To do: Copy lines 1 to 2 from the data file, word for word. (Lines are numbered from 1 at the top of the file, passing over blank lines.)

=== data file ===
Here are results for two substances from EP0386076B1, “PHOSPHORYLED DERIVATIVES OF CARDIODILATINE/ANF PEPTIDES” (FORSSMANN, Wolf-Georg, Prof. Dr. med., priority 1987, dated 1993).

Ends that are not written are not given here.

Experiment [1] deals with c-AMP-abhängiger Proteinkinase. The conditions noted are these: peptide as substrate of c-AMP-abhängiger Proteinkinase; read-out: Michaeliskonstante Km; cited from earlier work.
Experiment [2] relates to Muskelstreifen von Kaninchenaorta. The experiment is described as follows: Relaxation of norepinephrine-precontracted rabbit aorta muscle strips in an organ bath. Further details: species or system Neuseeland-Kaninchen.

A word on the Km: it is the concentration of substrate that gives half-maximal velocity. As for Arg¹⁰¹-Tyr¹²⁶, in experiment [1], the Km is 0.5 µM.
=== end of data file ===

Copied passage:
Here are results for two substances from EP0386076B1, “PHOSPHORYLED DERIVATIVES OF CARDIODILATINE/ANF PEPTIDES” (FORSSMANN, Wolf-Georg, Prof. Dr. med., priority 1987, dated 1993).

Ends that are not written are not given here.